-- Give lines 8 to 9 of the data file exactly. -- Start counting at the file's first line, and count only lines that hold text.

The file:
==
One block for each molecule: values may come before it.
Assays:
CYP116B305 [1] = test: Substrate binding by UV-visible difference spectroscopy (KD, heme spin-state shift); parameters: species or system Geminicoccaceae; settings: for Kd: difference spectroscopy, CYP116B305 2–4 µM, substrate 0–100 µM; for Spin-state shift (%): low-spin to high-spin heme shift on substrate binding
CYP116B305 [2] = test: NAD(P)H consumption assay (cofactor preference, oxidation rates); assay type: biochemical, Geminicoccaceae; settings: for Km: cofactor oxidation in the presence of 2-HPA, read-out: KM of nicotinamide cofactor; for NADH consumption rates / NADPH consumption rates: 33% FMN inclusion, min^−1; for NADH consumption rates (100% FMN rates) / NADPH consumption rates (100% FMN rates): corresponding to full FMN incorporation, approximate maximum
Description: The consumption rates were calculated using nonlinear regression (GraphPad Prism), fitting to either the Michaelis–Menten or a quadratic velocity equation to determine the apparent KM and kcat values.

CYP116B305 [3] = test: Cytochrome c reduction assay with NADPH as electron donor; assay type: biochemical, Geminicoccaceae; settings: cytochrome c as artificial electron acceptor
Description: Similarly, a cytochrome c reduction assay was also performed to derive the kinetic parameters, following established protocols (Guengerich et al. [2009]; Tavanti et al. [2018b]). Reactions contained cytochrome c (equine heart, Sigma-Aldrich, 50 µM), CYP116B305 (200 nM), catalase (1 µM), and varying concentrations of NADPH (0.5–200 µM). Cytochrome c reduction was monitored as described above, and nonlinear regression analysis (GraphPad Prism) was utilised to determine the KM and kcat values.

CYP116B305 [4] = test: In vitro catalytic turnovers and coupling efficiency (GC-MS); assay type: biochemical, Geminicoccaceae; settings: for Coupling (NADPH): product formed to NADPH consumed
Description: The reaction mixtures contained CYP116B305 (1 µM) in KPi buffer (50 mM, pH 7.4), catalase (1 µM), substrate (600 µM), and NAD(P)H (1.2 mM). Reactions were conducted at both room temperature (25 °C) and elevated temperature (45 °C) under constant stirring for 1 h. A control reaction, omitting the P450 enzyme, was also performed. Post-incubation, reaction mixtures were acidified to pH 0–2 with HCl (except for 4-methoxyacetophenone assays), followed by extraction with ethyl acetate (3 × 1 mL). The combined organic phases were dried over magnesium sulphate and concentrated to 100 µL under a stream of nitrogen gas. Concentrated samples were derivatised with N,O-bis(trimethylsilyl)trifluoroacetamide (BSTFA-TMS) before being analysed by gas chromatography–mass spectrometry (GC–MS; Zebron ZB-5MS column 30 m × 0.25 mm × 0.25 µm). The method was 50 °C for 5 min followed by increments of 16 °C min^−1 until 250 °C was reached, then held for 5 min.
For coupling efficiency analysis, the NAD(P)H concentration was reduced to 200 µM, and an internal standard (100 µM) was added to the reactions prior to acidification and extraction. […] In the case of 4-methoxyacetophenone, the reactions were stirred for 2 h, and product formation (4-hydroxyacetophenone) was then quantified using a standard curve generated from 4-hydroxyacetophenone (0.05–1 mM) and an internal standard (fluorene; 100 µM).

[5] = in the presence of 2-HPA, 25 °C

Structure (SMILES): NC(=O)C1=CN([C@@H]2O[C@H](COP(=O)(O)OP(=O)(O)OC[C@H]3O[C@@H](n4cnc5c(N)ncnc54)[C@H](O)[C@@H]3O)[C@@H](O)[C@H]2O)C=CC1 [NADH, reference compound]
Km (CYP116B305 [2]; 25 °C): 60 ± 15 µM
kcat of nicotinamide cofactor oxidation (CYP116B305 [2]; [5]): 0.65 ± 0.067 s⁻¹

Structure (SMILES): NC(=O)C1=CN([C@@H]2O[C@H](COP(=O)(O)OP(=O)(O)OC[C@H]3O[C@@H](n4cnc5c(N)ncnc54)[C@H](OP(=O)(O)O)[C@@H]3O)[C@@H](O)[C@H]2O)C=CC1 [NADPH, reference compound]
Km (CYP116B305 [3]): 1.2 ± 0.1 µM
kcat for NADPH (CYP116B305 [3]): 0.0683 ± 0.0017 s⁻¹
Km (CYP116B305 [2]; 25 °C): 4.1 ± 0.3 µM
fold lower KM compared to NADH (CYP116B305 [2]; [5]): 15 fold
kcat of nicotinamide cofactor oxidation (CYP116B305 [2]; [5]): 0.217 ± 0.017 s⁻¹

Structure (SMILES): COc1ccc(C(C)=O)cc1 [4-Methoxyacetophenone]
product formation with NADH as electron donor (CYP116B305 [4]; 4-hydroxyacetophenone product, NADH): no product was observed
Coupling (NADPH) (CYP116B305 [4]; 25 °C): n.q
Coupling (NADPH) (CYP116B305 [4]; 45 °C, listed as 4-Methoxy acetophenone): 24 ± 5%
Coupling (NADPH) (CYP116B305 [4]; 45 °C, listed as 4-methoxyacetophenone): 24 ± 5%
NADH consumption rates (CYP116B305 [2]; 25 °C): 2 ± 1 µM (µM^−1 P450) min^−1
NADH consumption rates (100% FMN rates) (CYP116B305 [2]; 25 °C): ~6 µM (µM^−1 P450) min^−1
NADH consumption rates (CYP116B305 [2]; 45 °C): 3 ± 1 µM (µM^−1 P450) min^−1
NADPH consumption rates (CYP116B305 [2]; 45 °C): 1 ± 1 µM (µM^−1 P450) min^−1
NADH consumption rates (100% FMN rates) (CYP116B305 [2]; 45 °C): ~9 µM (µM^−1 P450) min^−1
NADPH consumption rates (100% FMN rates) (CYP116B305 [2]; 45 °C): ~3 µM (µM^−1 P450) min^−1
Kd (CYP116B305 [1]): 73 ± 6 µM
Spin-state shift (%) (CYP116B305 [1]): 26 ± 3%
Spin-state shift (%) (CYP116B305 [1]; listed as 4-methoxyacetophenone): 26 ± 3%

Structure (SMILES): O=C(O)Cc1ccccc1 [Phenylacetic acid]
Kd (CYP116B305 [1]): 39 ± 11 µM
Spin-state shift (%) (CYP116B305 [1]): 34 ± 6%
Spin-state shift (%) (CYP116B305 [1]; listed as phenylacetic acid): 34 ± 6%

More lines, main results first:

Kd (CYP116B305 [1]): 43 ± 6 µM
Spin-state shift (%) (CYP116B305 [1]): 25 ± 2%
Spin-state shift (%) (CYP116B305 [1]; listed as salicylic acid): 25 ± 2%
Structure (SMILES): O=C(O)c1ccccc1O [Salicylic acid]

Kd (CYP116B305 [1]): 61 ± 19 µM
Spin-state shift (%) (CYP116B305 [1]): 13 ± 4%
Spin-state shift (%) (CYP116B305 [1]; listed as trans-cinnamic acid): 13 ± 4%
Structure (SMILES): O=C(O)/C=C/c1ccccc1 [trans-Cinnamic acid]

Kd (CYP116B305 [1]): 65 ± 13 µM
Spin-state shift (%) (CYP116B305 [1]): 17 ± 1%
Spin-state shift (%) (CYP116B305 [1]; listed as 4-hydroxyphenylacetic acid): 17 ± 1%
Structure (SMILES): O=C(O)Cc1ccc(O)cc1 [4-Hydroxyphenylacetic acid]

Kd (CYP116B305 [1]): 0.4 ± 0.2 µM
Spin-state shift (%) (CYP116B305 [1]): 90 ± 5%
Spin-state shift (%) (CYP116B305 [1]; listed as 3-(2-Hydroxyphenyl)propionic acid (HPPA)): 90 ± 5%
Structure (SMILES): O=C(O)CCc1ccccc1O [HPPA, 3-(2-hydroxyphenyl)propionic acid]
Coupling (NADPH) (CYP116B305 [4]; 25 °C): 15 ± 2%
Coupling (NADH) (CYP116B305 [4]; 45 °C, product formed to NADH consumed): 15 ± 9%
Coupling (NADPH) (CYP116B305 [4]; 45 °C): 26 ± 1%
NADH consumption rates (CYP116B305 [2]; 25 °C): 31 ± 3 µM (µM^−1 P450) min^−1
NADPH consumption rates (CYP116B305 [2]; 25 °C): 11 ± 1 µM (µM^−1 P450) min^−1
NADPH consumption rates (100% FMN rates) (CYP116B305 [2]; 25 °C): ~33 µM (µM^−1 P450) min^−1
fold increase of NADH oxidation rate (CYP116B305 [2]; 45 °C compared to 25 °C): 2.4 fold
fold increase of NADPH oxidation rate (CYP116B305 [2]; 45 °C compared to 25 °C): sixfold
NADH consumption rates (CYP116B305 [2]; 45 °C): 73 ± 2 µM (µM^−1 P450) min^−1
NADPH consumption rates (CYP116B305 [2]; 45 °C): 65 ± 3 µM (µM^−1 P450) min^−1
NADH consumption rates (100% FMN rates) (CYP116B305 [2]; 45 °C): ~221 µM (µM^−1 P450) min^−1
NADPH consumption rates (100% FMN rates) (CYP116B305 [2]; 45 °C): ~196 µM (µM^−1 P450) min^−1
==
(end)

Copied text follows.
CYP116B305 [4] = test: In vitro catalytic turnovers and coupling efficiency (GC-MS); assay type: biochemical, Geminicoccaceae; settings: for Coupling (NADPH): product formed to NADPH consumed
Description: The reaction mixtures contained CYP116B305 (1 µM) in KPi buffer (50 mM, pH 7.4), catalase (1 µM), substrate (600 µM), and NAD(P)H (1.2 mM). Reactions were conducted at both room temperature (25 °C) and elevated temperature (45 °C) under constant stirring for 1 h. A control reaction, omitting the P450 enzyme, was also performed. Post-incubation, reaction mixtures were acidified to pH 0–2 with HCl (except for 4-methoxyacetophenone assays), followed by extraction with ethyl acetate (3 × 1 mL). The combined organic phases were dried over magnesium sulphate and concentrated to 100 µL under a stream of nitrogen gas. Concentrated samples were derivatised with N,O-bis(trimethylsilyl)trifluoroacetamide (BSTFA-TMS) before being analysed by gas chromatography–mass spectrometry (GC–MS; Zebron ZB-5MS column 30 m × 0.25 mm × 0.25 µm). The method was 50 °C for 5 min followed by increments of 16 °C min^−1 until 250 °C was reached, then held for 5 min.